Laura Henshaw: How I organise my life

Staying on top of a busy life can be tricky, but it’s not impossible. Laura Henshaw explains how she balances work, study, exercise, and relationships.

Laura Henshaw

Laura Henshaw

Laura Henshaw is a student, entrepreneur and model with a keen focus on mental and physical wellbeing.

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Between running my own business and studying at uni, I have a lot on my plate. Yet strangely, I feel like the busier I am, the more organised I become.

That doesn’t mean I don’t need to put in effort to stay on top of things, though. My work life, for example, is extremely organised, but when it comes to my personal life I’m often in shambles! And that matters – without a healthy and consistent balance between work, friends, study, exercise, and everything else, I’m not at my best.

But with just a few considerations, I’ve found that getting organised isn’t too hard at all.

Get a diary

We all get organised in different ways. You might find that you strive from rigid discipline or, like me, need a bit more flexibility in your schedule. Either way, it always helps to lend structure to your days with some kind of record.

Get a diary – either physical or digital (or both). My biggest lifesaver is my Google calendar. Everything’s there, and I always know exactly how my day will look. I can plan ahead of time to fit in study, a workout, or a meeting. And because I know what to anticipate, I’m not always getting unexpectedly overwhelmed throughout the day.

Make checklists

As well as my diary, I find it’s super helpful to start my day with a to-do list. It might work better for you to have it on your phone, or you might prefer to write it out on a piece of paper and keep it with you throughout the day.

I find that keeping a written record of what I need to do (and what I have done!) keeps me on task. If I get distracted, I just look at my list to find my footing. And whenever something new comes up, I can add it to my list without breaking away from my present task. If you act on everything in the moment, you won’t get much done by the end of the day.

Make your #onechange

Don’t own a diary? Decide whether you’re a digital David or an analogue Amanda and start planning out your days today.

Prioritise and make yourself flexible

Keeping a record of my day also helps me compromise when I have to – and compromise is a big part of being organised. I try not to allow too many ‘non-negotiables’ to sneak into my diary, beyond my fixed commitments like meetings or uni classes. There are a few, though. I try to exercise at least four times a week, because without exercise I can’t manage stress, and that creates a knock-on effect.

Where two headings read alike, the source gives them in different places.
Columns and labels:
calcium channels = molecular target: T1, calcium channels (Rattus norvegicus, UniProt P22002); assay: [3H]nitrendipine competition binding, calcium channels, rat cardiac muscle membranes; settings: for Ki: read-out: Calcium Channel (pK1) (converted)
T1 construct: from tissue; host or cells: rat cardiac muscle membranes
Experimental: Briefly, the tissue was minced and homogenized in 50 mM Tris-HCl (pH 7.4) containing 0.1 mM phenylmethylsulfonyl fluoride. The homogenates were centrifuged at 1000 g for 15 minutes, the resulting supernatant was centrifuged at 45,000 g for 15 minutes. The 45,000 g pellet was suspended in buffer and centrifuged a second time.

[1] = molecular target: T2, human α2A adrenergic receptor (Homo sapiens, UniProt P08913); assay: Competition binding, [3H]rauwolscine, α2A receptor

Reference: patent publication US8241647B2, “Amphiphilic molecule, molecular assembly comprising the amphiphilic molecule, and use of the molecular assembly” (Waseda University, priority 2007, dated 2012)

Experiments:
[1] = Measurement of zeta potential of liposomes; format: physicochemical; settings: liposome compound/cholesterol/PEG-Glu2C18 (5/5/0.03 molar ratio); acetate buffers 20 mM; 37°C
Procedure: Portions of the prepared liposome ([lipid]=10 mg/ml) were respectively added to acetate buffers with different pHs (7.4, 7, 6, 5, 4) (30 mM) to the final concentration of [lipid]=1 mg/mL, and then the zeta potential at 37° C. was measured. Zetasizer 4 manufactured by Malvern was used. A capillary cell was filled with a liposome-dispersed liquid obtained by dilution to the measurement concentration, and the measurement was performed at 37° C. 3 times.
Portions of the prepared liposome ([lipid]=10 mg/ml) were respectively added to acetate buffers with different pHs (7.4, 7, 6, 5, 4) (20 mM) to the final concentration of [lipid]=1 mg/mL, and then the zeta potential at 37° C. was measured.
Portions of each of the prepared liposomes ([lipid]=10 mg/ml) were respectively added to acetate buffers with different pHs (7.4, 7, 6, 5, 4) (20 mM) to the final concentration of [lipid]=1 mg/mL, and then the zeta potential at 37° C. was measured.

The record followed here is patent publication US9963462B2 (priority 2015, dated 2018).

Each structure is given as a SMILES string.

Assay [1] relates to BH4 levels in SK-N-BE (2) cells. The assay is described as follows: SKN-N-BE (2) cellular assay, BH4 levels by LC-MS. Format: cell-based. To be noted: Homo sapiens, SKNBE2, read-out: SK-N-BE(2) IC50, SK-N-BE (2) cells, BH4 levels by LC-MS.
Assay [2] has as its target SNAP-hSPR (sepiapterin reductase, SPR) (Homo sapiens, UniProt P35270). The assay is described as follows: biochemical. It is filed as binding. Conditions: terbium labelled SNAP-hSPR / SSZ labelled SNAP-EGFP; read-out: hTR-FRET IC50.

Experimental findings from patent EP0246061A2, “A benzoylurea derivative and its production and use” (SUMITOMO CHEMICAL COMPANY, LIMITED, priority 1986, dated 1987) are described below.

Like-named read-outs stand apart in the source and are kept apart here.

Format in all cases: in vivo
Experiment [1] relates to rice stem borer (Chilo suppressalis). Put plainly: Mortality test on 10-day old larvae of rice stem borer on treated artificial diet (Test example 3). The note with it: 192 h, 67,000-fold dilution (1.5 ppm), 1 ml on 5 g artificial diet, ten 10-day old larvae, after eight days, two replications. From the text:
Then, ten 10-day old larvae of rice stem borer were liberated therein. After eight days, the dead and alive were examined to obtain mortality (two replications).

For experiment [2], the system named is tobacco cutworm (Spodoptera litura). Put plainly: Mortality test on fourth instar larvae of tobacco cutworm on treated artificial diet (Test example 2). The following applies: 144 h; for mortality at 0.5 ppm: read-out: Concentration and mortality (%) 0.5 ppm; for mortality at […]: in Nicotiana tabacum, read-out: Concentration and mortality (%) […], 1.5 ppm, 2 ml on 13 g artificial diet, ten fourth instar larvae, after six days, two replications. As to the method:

But we’re only human. If you find you can’t make a gym session or yoga class after work, don’t stress out about it. Just reschedule it for the next day and move things around as you need to. That’s the things about diaries: sometimes the more flexible they are, the more you get done.

Don’t forget to have a life!

I feel very lucky: I’ve always had supportive friends by my side. Steph Smith is my business partner at Keep It Cleaner and my best friend IRL! We make sure that we separate business from pleasure and take time off from business to go out together for dinner or to a movie – to not talk about work and just enjoy each other’s company. Maintaining a strong out-of-office friendship has actually strengthened our working relationship and, therefore, our business.

Of course, most people don’t work with their best friends (what a world that would be!). But the principle applies broadly, too – if you bring too much of your work into your personal life, it might cause friction. My partner, Dalton, also runs a business, and when we get home we’re both conscious of shifting gears before walking through the door. Of course, we’re interested in what the other does, but it’s really important that we’re also able to take our business hats off and not talk about work. Sometimes, after a long day, just being present is the best present!

Laura Henshaw

Laura Henshaw is a student, entrepreneur and model with a keen focus on mental and physical wellbeing. She co-founded Keep It Cleaner, an online health and fitness program, and will soon publish a book designed to encourage young women to live their best lives. The information in this article is general information only and is not intended as medical, health, nutritional or other advice. You should obtain professional advice from a medical or health practitioner in relation to your own personal circumstances.

Disclaimer:
The information in this article is general information only and is not intended as financial, medical, health, nutritional, tax or other advice. It does not take into account any individual’s personal situation or needs. You should consider obtaining professional advice from a financial adviser and/or tax specialist, or medical or health practitioner, in relation to your own circumstances and before acting on this information.